The Gendered Kiwi
Edited by Caroline Daley & Deborah Montgomerie
‘I urge those interested in New Zealand history to buy this book now for their collections.’ – Hilary Stace, Evening Post
Blokes, sheilas, good keen men, ladies with plates, Silver Ferns, All Blacks, marching girls and Boy Scouts: New Zealand society teems with images of women and men.
The Gendered Kiwi, a collection of essays, analyses the ways Pākehā masculinity and femininity – gender relations – have changed over time. It brings together previously unpublished essays on topics as diverse as 1930s fashion and feminist men in the 1970s. Scholars such as Charlotte Macdonald re-open the debate about whether colonial New Zealand was really a man’s country, while Jock Philips asks new questions about late-twentieth-century leisure. Other writers canvass the stresses of depression-era masculinity, men’s and women’s different use of public space, office politics and power dressing. Gender relations and the family are a theme in several essays, including those about the colonial family, nineteenth-century criminal trials and World War II.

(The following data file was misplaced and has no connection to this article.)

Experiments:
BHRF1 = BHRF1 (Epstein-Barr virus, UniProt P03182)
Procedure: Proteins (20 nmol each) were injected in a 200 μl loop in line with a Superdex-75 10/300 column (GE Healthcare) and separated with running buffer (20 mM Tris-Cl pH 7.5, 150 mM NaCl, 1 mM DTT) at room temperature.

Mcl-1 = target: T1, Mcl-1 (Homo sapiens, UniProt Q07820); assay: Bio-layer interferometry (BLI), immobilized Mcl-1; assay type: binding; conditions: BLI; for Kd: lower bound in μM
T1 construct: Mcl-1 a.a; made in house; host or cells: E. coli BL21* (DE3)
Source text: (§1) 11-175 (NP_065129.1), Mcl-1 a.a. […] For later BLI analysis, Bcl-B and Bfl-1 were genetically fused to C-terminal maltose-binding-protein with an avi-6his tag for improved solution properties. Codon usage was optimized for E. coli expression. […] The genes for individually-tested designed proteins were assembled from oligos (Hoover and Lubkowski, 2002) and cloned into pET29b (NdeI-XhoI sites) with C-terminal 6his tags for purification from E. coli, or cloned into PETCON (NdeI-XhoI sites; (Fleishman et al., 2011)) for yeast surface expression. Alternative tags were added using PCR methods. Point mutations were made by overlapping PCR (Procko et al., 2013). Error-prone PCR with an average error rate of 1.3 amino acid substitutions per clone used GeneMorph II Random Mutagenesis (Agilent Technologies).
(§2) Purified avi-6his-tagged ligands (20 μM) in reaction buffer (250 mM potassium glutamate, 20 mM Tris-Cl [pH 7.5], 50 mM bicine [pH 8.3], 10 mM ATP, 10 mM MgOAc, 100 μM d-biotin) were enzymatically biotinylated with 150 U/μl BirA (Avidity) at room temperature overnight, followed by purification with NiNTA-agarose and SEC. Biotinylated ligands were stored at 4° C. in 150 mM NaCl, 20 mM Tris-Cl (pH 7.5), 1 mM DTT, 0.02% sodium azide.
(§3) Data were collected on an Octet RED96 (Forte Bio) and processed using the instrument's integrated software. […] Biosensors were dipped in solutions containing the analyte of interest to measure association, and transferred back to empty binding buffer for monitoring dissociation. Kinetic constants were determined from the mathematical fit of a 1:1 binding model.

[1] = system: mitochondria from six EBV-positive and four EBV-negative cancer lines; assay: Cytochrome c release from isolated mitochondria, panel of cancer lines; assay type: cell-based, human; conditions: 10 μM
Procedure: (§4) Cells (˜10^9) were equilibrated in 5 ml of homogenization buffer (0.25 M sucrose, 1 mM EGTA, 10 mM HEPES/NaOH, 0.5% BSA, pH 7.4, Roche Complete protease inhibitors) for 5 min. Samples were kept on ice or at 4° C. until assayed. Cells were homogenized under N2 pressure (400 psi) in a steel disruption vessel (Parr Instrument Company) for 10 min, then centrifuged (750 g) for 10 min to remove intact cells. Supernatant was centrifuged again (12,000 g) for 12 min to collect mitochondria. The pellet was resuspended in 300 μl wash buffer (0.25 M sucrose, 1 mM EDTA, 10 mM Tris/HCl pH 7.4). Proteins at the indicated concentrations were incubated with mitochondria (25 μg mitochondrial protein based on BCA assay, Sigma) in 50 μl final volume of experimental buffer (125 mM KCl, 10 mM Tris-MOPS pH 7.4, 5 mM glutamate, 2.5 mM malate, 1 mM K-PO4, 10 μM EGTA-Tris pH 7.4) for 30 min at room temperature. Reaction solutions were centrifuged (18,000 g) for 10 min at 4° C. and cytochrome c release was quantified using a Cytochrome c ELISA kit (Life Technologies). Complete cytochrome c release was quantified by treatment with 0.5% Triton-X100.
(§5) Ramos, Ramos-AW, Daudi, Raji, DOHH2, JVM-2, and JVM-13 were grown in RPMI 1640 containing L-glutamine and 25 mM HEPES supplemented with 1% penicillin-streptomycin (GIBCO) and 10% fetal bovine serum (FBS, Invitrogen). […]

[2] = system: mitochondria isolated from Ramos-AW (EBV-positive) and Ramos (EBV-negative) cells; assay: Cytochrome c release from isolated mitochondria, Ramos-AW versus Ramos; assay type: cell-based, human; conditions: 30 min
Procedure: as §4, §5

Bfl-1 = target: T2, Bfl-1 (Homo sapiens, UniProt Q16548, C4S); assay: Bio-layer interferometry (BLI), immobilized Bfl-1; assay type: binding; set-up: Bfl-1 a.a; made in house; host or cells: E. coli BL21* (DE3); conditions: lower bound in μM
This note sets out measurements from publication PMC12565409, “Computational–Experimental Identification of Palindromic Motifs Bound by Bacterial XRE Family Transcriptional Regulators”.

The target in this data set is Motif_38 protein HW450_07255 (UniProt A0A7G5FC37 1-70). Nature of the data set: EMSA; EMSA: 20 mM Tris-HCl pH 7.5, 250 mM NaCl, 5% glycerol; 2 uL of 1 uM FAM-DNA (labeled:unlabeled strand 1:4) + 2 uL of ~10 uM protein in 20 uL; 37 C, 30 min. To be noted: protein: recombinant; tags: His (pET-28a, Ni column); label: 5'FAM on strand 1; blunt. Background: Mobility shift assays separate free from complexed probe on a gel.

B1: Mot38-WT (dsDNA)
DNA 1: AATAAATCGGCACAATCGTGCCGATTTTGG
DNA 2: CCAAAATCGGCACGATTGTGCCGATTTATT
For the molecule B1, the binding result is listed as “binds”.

The Gendered Kiwi builds on existing work in men’s and women’s history and points to new ways to analyse New Zealand’s past.
Caroline Daley is an associate professor in history at The University of Auckland and author of Girls and Women, Men and Boys (AUP, 1999) and Leisure and Pleasure (AUP, 2003). Deborah Montgomerie is a senior lecturer in history at The University of Auckland. She is the author of the very successful The Women’s War (AUP, 2001).
|December 1999, 226 x 150 mm, 256 pages, illustrations|
|Paperback, 9781869402198, $45, order this book|